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Disguised Chauvinism: Looking for ‘the ideal woman’ in the 21st century India

Shruti Jhanwar (LLM Graduate, NYU School of Law, Class of 2020)


You did not kill her in the womb, you did not discard her upon birth, you educated her at par with boys, you let her work outside home, but did you do enough? Gender equality is about equal right to live, equal right to education and equal right to work, but that’s not where it ends. My country India has come a long way when it comes to superficial treatment of women and girls at par with men, but it has largely failed in engendering a perception of “equality” in the mindset of masses.

Equality attains its true meaning when clubbed with the notion of liberty. The problem with India is that the most brilliant of its girls and women, however educated, confident or financially independent they might have become, are considered “socially deviant” if they have an independent thought process, independent opinions, and most importantly, if they have the guts to express themselves candidly.

“Girls being real, girls being themselves” does not fit the Indian social setting, because they are never perceived as independent individuals. Rather, they are perceived as dependent entities, and by that I do not mean financially dependent, but dependent in terms of other people’s perception of who they are. It means, if her brother says she is a good sister, if her father says she is a good daughter, if her husband says she is a good wife and if her in-laws think she is good, then only she is ‘the ideal woman’. The rule for every girl is, either she becomes ‘the ideal woman’ or she will be considered a complete failure.

The conception of “ideal woman”, I believe, is nasty, because it takes away the freedom of conscience, freedom of opinion, and the freedom of expression of most modern-day girls. How? Because as ‘a good girl’, you should only say things that others want to hear, and you should only express opinions which align with the opinions of family. And if you have an opinion or thought that would not match others, either change it or keep it to yourself. But how long do you hold things unto yourself? All this would have made some sense to me if the similar rules were imposed on modern-day boys, but that is not the case. Boys can think the way they like and they can say what they like, and they do not have to care about pleasing anyone.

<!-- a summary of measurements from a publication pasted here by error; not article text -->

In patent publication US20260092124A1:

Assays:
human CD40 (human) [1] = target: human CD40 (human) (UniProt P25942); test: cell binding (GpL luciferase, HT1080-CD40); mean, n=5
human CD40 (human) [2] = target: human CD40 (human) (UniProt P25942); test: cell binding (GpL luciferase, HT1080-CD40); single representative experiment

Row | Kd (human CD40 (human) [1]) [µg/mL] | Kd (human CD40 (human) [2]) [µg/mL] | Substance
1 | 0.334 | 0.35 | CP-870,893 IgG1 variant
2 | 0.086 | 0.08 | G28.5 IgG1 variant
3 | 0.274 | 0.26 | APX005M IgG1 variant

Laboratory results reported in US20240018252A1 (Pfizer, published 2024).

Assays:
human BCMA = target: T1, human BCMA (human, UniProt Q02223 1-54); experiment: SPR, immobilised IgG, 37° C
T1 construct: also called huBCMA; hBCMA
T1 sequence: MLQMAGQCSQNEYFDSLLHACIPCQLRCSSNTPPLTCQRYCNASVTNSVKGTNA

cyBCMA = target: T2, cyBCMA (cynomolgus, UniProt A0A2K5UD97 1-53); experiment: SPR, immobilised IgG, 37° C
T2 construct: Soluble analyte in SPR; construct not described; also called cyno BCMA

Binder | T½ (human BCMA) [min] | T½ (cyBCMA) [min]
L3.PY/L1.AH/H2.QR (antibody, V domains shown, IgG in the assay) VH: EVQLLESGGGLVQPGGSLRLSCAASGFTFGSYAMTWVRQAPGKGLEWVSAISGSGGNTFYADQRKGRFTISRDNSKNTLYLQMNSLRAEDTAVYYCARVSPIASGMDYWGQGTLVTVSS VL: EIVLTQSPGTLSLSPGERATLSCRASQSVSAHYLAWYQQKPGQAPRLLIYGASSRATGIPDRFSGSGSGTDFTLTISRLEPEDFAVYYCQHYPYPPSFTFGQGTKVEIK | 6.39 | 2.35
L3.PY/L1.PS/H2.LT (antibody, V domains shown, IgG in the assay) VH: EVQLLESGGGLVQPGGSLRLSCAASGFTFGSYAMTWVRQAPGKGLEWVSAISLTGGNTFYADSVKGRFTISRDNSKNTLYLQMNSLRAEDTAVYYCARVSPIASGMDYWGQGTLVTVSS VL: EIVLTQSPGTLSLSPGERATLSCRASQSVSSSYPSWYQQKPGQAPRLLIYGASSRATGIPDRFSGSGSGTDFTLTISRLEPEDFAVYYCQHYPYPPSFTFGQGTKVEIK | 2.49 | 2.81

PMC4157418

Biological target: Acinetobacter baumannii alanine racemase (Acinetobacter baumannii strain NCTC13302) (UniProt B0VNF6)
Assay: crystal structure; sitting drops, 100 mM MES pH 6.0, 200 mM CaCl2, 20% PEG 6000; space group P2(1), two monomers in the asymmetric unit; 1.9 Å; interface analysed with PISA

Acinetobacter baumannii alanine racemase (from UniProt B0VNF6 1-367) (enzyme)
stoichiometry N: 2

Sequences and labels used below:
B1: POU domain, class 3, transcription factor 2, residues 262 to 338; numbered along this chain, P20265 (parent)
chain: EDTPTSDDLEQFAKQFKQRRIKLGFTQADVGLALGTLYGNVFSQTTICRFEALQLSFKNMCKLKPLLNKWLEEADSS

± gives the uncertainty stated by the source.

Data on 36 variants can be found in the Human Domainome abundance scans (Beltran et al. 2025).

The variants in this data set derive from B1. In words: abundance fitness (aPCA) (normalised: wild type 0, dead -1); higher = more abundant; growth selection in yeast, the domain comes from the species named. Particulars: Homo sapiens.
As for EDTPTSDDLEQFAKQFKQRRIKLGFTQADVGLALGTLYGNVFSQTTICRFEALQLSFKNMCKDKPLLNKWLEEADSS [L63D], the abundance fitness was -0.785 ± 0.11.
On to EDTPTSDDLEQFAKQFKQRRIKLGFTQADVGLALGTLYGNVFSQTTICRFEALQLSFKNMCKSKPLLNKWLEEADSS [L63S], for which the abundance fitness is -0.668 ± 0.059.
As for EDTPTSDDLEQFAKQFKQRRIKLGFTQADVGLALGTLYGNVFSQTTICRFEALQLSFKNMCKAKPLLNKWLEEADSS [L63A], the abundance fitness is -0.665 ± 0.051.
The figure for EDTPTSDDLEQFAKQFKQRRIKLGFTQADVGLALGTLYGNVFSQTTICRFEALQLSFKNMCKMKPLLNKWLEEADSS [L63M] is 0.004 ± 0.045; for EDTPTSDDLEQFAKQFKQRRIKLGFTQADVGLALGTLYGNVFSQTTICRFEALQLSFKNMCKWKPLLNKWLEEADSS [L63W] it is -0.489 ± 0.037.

And look at the hypocrisy of society, which claims that no one actually snatches away liberty but these “ideal women” themselves renounce it because they are more evolved souls. I agree, most Indian girls compromise their liberty of expression for greater acceptance from society, but do they have a choice? After all, who likes to be called a failure each day? And then there are exceptions, who do not take the ordeal of keeping quiet or staying diplomatic all life, and these women are demonized, yes, literally demonized and socially excluded by others.

I see the tradition of brides going to ‘sasural’ as the root cause of all this mess. The term ‘sasural’ is a Hindi word meaning “in-law’s home”. So the typical post-marriage rule in India culture is that it is always the bride who settles down in the groom’s house, and since traditionally we have had a joint family system in India, the groom’s house also includes the groom’s family. The bride is expected to adapt herself according to the ways of life of the new home and win everyone’s heart. And the practice of pleasing everyone starts early in her parent’s home, just to make sure she would be able to do justice to her role as a “daughter-in-law” in future. A girl, thus, and later a woman, spends most of her life trying to please others.

The treatment of Indian girls is invariably linked to the idea of an Indian marriage. If patriarchy has to change, then the concept of “sasural going” has to change with it. And the same is true for many other things like the concept of arranged marriage and the concept of “no dating before marriage”. Arranged marriage is based on the idea that even if the girl does not know the groom and his family, their temperament, their likes, dislikes, she would still adjust very well with them because of her capacity to adjust and make sacrifices. When girls are pursuing the freedom to study and work, we cannot degrade their status as individuals just to save her social image and make her marriage last. Really, is this why there are so few divorces in India compared to the rest of the world? At the cost of liberty for a lifetime? Not done, not done at all! This has to change for true gender equality and balance to be restored in modern Indian life.

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